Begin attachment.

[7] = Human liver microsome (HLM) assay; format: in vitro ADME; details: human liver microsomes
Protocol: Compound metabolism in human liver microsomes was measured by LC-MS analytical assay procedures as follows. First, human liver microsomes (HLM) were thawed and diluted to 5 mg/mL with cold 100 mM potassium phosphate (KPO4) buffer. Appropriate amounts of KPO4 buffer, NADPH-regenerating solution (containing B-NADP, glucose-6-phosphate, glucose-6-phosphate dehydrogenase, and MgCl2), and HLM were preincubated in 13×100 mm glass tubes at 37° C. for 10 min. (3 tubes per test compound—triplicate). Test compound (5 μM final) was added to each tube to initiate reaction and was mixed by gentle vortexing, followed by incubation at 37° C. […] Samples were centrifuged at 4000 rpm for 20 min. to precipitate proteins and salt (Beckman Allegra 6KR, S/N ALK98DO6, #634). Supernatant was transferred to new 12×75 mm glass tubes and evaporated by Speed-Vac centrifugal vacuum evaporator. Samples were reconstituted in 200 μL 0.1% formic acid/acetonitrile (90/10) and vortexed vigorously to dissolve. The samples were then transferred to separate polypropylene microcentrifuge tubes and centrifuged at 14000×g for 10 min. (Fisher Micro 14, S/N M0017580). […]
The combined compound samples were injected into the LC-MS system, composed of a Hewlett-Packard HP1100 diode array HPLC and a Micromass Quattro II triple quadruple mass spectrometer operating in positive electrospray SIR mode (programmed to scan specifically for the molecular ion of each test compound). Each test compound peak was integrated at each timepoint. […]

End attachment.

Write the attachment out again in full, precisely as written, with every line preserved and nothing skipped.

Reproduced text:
[7] = Human liver microsome (HLM) assay; format: in vitro ADME; details: human liver microsomes
Protocol: Compound metabolism in human liver microsomes was measured by LC-MS analytical assay procedures as follows. First, human liver microsomes (HLM) were thawed and diluted to 5 mg/mL with cold 100 mM potassium phosphate (KPO4) buffer. Appropriate amounts of KPO4 buffer, NADPH-regenerating solution (containing B-NADP, glucose-6-phosphate, glucose-6-phosphate dehydrogenase, and MgCl2), and HLM were preincubated in 13×100 mm glass tubes at 37° C. for 10 min. (3 tubes per test compound—triplicate). Test compound (5 μM final) was added to each tube to initiate reaction and was mixed by gentle vortexing, followed by incubation at 37° C. […] Samples were centrifuged at 4000 rpm for 20 min. to precipitate proteins and salt (Beckman Allegra 6KR, S/N ALK98DO6, #634). Supernatant was transferred to new 12×75 mm glass tubes and evaporated by Speed-Vac centrifugal vacuum evaporator. Samples were reconstituted in 200 μL 0.1% formic acid/acetonitrile (90/10) and vortexed vigorously to dissolve. The samples were then transferred to separate polypropylene microcentrifuge tubes and centrifuged at 14000×g for 10 min. (Fisher Micro 14, S/N M0017580). […]
The combined compound samples were injected into the LC-MS system, composed of a Hewlett-Packard HP1100 diode array HPLC and a Micromass Quattro II triple quadruple mass spectrometer operating in positive electrospray SIR mode (programmed to scan specifically for the molecular ion of each test compound). Each test compound peak was integrated at each timepoint. […]